Quest Diagnostics proudly celebrates the 30th anniversary of the Drug Testing Index™ (DTI). Published annually, the DTI reveals insights into patterns of drug use among the American workforce. During the past 30 years, we have seen both the public and private sectors use substance abuse testing programs to deter drug use in the workplace. Our timeline tracks both the progress of the testing industry and illustrates our company’s steadfast commitment to helping to keep workplaces drug-free. Today, we take a deeper look at overall positivity rates and key milestones from 1998 to 1992.

On September 15, 1986, Executive Order 12564 established the Federal Workplace Drug Testing Program for Federal employees which established the scientific and technical guidelines for Federal workplace drug testing. US Health and Human Services (HHS) published these rules in in the Federal Register on April 11, 1988 (53 FR 11979). On November 18, 1988, President Ronald Reagan signed the Drug-Free Workplace Act into law. The U.S. Department of Transportation (DOT) published conforming rules in December 1989 (54 FR 49854) mandating drug testing of private-sector employees in its regulated transportation industries. The Federal guidelines and rules became the “industry standard” for employee drug testing and many non-regulated employers either modified their policies or created new policies consistent with the Federal requirements.

The first Drug Testing Index was published as a public service to industry, government and media. This release summarized the results of workplace drug tests performed in 1988, reporting the overall positive prevalence rate (“positivity”) – the number of specimens reported positive as a percentage of the total number of specimens tested. The 1988 overall positivity was 13.6%, meaning nearly one in every seven drug tests were positive.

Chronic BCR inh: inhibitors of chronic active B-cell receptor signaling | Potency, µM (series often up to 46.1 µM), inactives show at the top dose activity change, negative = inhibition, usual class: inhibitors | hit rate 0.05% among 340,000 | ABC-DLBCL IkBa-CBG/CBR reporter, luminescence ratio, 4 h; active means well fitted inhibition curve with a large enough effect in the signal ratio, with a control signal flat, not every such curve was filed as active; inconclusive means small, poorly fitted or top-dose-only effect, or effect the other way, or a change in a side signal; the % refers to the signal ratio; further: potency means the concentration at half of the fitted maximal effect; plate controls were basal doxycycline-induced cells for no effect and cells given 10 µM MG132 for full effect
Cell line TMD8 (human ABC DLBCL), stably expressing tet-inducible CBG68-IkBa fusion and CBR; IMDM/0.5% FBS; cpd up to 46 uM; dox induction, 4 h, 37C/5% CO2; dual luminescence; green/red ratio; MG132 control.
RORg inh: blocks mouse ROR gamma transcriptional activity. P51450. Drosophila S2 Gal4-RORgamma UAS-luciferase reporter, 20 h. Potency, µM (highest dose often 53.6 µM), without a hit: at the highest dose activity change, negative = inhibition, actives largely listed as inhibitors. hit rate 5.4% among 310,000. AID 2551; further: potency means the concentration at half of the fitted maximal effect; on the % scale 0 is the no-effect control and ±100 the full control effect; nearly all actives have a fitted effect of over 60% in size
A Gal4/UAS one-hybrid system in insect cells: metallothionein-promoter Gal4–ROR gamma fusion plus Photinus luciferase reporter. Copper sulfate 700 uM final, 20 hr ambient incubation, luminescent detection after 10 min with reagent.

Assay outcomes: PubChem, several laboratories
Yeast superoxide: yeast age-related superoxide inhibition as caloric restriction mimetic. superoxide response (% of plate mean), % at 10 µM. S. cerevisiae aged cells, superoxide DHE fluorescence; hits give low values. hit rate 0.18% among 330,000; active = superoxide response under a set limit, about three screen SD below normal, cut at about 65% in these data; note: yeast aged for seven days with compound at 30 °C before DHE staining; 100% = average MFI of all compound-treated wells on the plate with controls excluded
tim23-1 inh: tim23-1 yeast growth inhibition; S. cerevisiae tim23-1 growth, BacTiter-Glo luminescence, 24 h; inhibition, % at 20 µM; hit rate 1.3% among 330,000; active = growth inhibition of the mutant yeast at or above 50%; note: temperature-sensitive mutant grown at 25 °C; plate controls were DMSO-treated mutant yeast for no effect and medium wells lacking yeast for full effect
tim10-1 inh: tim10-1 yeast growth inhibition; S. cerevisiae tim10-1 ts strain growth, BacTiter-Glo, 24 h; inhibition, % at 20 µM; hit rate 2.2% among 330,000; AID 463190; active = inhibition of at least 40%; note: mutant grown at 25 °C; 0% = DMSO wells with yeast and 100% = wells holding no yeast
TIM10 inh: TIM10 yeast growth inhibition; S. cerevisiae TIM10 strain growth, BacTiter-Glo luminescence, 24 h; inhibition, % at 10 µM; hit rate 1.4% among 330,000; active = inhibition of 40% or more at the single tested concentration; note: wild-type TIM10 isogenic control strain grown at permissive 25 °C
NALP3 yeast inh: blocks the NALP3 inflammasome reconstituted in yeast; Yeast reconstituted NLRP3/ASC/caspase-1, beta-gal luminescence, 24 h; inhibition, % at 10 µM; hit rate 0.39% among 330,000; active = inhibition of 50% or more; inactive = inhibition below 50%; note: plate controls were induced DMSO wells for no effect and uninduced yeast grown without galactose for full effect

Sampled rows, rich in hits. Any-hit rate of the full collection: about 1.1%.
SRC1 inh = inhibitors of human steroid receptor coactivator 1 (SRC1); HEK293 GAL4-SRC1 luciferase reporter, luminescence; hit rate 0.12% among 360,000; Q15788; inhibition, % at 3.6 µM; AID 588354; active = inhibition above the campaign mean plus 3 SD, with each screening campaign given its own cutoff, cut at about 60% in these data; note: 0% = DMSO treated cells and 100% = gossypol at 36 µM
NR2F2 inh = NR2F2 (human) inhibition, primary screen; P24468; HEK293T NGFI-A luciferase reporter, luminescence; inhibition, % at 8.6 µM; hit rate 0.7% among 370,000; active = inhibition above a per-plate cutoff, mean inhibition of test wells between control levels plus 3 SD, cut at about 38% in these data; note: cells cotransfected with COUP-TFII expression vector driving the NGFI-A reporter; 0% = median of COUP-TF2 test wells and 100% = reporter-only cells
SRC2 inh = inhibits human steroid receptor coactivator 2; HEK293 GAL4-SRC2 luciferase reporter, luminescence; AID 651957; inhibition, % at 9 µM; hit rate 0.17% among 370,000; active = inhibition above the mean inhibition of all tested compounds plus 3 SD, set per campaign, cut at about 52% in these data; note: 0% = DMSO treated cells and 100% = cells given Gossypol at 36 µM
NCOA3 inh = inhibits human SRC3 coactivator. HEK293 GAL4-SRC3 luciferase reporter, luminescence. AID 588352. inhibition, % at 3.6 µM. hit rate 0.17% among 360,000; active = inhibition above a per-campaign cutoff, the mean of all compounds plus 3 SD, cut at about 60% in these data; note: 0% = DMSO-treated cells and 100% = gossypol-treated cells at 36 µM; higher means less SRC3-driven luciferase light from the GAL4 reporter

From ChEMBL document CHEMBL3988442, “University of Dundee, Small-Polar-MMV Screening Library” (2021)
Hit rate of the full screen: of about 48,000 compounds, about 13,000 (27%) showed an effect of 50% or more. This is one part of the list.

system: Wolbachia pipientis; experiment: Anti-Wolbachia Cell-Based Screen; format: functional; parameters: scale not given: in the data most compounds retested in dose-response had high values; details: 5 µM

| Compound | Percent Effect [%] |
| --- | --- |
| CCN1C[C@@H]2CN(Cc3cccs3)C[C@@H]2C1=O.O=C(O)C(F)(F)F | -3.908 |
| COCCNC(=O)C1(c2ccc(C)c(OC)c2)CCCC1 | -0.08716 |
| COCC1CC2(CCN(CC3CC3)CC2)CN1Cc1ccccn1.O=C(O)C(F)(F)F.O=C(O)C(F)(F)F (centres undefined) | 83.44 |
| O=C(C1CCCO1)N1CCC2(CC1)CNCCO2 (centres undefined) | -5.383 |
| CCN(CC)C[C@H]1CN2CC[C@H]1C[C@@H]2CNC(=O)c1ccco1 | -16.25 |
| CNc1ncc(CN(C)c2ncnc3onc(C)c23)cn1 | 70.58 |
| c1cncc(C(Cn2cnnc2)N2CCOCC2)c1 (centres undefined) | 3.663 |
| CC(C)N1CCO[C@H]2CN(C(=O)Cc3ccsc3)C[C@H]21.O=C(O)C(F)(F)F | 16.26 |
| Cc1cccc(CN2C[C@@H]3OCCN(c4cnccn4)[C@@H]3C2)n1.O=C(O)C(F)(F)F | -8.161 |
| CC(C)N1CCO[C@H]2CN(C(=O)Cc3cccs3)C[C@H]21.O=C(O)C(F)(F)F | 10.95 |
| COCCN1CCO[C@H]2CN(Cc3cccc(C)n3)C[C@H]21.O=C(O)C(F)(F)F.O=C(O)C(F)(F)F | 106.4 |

Legislation and public opinion began to focus on drug testing. The Anti-Drug Abuse Act of 1988 was a landmark piece of legislation that took steps towards reducing illicit drug use in America. One year later, the U.S. Supreme Court upheld the constitutionality of drug testing railroad employees in Skinner vs. Railway Labor Executives Association despite challenges from labor unions that stated drug testing violated the Fourth Amendment. That same year, the DOT issued the first urine drug testing rules. Throughout the 1980s, the Drug Enforcement Administration (DEA) grew as it continued its mission to enforce of the Controlled Substances Act and to combat drug smuggling and use in the United States.

In 1989, major U.S. corporations implemented drug testing policies including AmTrak, Bank of America, Cigna, and Nordstrom. That same year, the DOT issued the first urine drug testing rules.

The world of sports also made strides towards ensuring competitors are drug-free. Sprinter Ben Johnson was disqualified from the Seoul Olympic Games and stripped of his 100 meter gold medal after testing positive for steroids. In 1990, Congress passed the Anabolic Steroids Control Act and that same year the National Collegiate Athletic Association (NCAA) adopted a year-round drug testing policy with random testing for drugs and steroids for Division I and II athletes. The NCAA already drug tested at post-season championship events.

In the 1991 data, the DTI refined its reporting by adding positivity by drug test type, grouping the data into two segments: “Federally-Mandated Safety Sensitive” (FMSS) required drug testing and “General Workforce” (GW) or private sector testing pursuant to company policy. In the 1992 data, the DTI also added positivity by testing reason (e.g. pre-employment or random) for the FMSS group. By 1992, the overall positivity rate fell to 8.8%, down from the 13.6% first reported for 1988.

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